Need some advice-Scotch Broom

drtynails(z6 MD)May 21, 2005

Yesterday's storms that blew through Maryland did quite a number on my Scotch Broom. It seems to have parted the shrub in the middle and it is now splayed in front of my gate. It doesn't seem to be damaged other than the branches are now severely arced. It was in need of pruning back this year and we were going to cut it back after it finished blooming. Right now it stands about five foot tall...that is when it is standing.

Should I tie it up around the middle to hold it upright? I need help. My husband is ready to dig it out but it is doing so well where it is. It has been there for a few years so it is well established. We just can't get through the gate now.

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creatrix(z7 VA)

Feel free to tie it up, then prune later. It might be best to put a stake near it to tie it to, however.

    Bookmark   May 21, 2005 at 8:25PM
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Larry K(7a)

Same thing has happened to my two Lena's. Although at this point I think it's mostly the weight of the wet, open flowers weighing the brances down.

What have been people's experiences in pruning these things? I've read conflicting reports about cutting into old wood. I've been lax in pruning mine (about 3 years old and need it) and am not sure what I'll try. Maybe prune most of the brnaches halfway down int o the "green" wood and cut a few back much further down and hope for the best.


    Bookmark   May 22, 2005 at 9:37PM
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cfmuehling(7b DC/MD burbs)

Mine is only 2 years old and glorious. I had to stake it last year, which is still in place. It's about 3' tall, but wider this year. I had no idea one should prune them!

I recall years ago my aunt had one. It flopped over, so she tied it to the fence. It's all good.

Mine is 'Garnet' and living up to its name! Yeah!

    Bookmark   May 23, 2005 at 11:59AM
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Larry K(7a)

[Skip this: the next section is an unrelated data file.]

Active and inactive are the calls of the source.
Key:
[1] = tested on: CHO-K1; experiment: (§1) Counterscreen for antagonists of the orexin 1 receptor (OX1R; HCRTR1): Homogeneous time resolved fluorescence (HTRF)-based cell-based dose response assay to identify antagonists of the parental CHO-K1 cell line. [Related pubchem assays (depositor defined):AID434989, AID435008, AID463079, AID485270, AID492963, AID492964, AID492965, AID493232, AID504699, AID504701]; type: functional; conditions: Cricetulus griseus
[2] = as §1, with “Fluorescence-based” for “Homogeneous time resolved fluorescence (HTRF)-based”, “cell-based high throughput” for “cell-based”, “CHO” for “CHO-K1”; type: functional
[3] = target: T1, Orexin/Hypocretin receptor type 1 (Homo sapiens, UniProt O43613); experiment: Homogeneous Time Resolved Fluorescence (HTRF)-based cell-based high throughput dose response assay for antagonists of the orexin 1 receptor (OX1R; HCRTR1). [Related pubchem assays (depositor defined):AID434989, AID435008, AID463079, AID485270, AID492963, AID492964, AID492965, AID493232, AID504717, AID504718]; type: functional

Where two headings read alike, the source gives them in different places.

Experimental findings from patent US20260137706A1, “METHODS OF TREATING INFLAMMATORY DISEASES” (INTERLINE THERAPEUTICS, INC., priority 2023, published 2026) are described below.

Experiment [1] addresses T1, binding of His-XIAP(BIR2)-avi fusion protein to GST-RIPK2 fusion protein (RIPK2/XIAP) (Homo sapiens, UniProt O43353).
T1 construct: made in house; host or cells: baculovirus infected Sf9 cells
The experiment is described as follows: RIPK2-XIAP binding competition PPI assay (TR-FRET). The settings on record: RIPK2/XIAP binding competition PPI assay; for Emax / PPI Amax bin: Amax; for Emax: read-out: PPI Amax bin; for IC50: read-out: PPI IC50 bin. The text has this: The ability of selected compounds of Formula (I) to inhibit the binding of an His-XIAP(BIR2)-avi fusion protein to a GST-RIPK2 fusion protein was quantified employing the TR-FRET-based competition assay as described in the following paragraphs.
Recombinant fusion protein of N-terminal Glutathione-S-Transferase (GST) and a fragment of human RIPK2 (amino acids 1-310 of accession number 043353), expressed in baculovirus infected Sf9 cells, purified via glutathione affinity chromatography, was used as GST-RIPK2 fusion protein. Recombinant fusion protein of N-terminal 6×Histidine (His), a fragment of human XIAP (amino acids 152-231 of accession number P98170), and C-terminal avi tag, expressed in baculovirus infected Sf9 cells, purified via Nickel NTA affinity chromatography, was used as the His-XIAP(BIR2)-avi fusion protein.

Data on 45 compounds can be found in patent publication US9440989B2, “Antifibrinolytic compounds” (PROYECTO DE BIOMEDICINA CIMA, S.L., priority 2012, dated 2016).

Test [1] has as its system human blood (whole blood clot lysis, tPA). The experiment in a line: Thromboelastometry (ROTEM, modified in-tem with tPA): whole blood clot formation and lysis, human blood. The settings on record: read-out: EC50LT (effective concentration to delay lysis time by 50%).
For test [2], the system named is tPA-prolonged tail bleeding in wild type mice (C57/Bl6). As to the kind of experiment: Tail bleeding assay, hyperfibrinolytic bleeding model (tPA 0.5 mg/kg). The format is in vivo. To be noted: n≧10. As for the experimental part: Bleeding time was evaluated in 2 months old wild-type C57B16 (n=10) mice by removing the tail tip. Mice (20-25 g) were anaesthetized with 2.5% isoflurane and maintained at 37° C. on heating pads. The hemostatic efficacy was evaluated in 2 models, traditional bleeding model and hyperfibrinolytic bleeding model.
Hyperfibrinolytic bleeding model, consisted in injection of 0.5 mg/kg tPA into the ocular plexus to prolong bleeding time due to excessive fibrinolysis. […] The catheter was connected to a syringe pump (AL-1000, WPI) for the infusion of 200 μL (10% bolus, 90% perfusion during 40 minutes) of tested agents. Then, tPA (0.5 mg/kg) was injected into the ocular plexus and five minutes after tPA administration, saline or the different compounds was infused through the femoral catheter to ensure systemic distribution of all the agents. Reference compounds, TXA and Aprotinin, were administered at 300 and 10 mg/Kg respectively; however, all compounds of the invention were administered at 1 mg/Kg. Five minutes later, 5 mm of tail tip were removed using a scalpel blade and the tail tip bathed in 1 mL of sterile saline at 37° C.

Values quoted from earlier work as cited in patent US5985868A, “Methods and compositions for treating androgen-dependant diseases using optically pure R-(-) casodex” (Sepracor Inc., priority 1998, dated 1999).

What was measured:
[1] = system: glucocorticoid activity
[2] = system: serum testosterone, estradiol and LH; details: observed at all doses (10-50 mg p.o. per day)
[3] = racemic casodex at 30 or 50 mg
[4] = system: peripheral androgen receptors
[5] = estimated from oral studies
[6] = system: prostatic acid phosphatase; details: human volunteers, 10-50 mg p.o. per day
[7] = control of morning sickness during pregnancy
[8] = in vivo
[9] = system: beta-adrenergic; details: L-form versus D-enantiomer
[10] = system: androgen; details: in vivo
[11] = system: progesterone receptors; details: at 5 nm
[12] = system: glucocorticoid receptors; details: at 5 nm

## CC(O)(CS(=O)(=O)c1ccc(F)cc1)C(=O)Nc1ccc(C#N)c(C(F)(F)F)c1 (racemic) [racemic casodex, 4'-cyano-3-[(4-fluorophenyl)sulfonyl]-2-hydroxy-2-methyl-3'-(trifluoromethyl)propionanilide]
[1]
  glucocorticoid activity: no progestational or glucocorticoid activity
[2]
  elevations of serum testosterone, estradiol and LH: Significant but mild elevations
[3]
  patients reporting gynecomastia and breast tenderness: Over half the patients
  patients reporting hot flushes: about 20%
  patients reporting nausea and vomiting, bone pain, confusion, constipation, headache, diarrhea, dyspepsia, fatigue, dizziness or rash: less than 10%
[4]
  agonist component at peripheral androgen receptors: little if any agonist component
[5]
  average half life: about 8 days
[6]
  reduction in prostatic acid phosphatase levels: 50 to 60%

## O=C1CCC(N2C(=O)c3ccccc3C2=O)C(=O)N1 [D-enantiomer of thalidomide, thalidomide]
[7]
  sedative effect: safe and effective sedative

Here's a picture from year 2. They've now grown up a bit and the bottom 12-18 inches is old wood and looks leggy. If I had been pruning all along it might have delayed this problem a bit.

Here is a link that might be useful:

    Bookmark   May 23, 2005 at 12:55PM
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Beautiful! Thanks for the link!
happy gardening,

    Bookmark   May 26, 2005 at 9:36AM
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a great resource for pruning:



Look like mounds and are medium-tough plants, found in mass plantings. They have small leaves and supple branches. You usually just want to tidy them up or reduce their size. People like to shear these -- don't you! Examples of mounds are abelias, escallonia, barberries and broom. orange. Locate the longest, most unruly branch. Grab the tip with your left hand. Follow the branch down into the interior of the plant with your right-hand pruners, and snip it off two inches to one foot below the general surface level of your shrub. Cut to a side branch or bud, if possible.

These shrubs often benefit from taking out some of the old canes to their base. This opens up and renews the shrub. Any dead wood or weeds should also be removed.

    Bookmark   June 9, 2005 at 9:51AM
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Arent the flowers beautiful on the broom plant.Mine is blooming now.I liked it for its different look surprise it bloomed

    Bookmark   June 9, 2005 at 10:10AM
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I think I let my scotch broom get really ill. It looks all dead and dried out. The base of the plant still looks green and when I cut some twigs off it is still green undeneath. do you think I killled it?

    Bookmark   July 19, 2006 at 11:05AM
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elizh(z5/6 MA)

I've had difficulty staking mine, over the last couple of years -- they get buried by the snowplows, and have too many stems for a stake in the center to do much. I think now I'm going to try using three or four stakes, and weaving them with wire or twine. So far the only pruning needed has been removing dead bits. They have grown back well even with significant top damage, as Sally hopefully knows by now...

    Bookmark   March 27, 2010 at 8:27PM
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same problem as sally, looks dead after a late summer transplant (about 2 feet away from where it was) do they regenerate?

    Bookmark   March 6, 2011 at 8:10AM
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Hi drtynails,
The storm also caused damage to my garden and prompted me to look up alternative plants.
I found a surprise, though. I learned that Scotch Broom is actually considered highly invasive in several states. Just a quick look online turned up problems with this plant in WA, CA, OR, WI, and parts of Canada.

I think I'm going to remove the 2 plants that I have because it also appears that the plant won't support local insects and it has a skin irritant (saponins) - I'm already allergic to the poison ivy in my yard, I don't want more problems!

    Bookmark   May 28, 2014 at 5:10PM
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